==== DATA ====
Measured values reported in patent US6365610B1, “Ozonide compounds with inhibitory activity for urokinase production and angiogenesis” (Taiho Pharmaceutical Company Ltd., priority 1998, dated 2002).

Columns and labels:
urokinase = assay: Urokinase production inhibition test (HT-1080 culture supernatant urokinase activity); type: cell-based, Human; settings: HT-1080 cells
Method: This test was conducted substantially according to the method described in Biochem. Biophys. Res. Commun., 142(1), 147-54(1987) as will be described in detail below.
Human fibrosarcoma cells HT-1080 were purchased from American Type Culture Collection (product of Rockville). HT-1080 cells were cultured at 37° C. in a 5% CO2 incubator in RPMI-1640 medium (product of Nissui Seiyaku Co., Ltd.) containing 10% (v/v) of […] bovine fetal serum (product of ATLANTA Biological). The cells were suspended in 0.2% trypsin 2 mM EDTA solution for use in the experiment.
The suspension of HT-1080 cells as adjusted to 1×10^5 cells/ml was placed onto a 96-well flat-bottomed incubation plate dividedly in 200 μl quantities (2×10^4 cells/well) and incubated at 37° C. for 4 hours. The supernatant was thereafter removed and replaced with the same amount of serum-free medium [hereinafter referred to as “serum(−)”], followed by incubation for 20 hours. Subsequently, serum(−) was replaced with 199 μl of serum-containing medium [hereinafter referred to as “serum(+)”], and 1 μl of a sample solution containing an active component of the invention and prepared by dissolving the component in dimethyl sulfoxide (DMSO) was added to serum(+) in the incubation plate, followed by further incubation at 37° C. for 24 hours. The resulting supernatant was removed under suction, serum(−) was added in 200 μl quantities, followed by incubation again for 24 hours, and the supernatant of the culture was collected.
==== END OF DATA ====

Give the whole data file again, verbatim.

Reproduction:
Measured values reported in patent US6365610B1, “Ozonide compounds with inhibitory activity for urokinase production and angiogenesis” (Taiho Pharmaceutical Company Ltd., priority 1998, dated 2002).

Columns and labels:
urokinase = assay: Urokinase production inhibition test (HT-1080 culture supernatant urokinase activity); type: cell-based, Human; settings: HT-1080 cells
Method: This test was conducted substantially according to the method described in Biochem. Biophys. Res. Commun., 142(1), 147-54(1987) as will be described in detail below.
Human fibrosarcoma cells HT-1080 were purchased from American Type Culture Collection (product of Rockville). HT-1080 cells were cultured at 37° C. in a 5% CO2 incubator in RPMI-1640 medium (product of Nissui Seiyaku Co., Ltd.) containing 10% (v/v) of […] bovine fetal serum (product of ATLANTA Biological). The cells were suspended in 0.2% trypsin 2 mM EDTA solution for use in the experiment.
The suspension of HT-1080 cells as adjusted to 1×10^5 cells/ml was placed onto a 96-well flat-bottomed incubation plate dividedly in 200 μl quantities (2×10^4 cells/well) and incubated at 37° C. for 4 hours. The supernatant was thereafter removed and replaced with the same amount of serum-free medium [hereinafter referred to as “serum(−)”], followed by incubation for 20 hours. Subsequently, serum(−) was replaced with 199 μl of serum-containing medium [hereinafter referred to as “serum(+)”], and 1 μl of a sample solution containing an active component of the invention and prepared by dissolving the component in dimethyl sulfoxide (DMSO) was added to serum(+) in the incubation plate, followed by further incubation at 37° C. for 24 hours. The resulting supernatant was removed under suction, serum(−) was added in 200 μl quantities, followed by incubation again for 24 hours, and the supernatant of the culture was collected.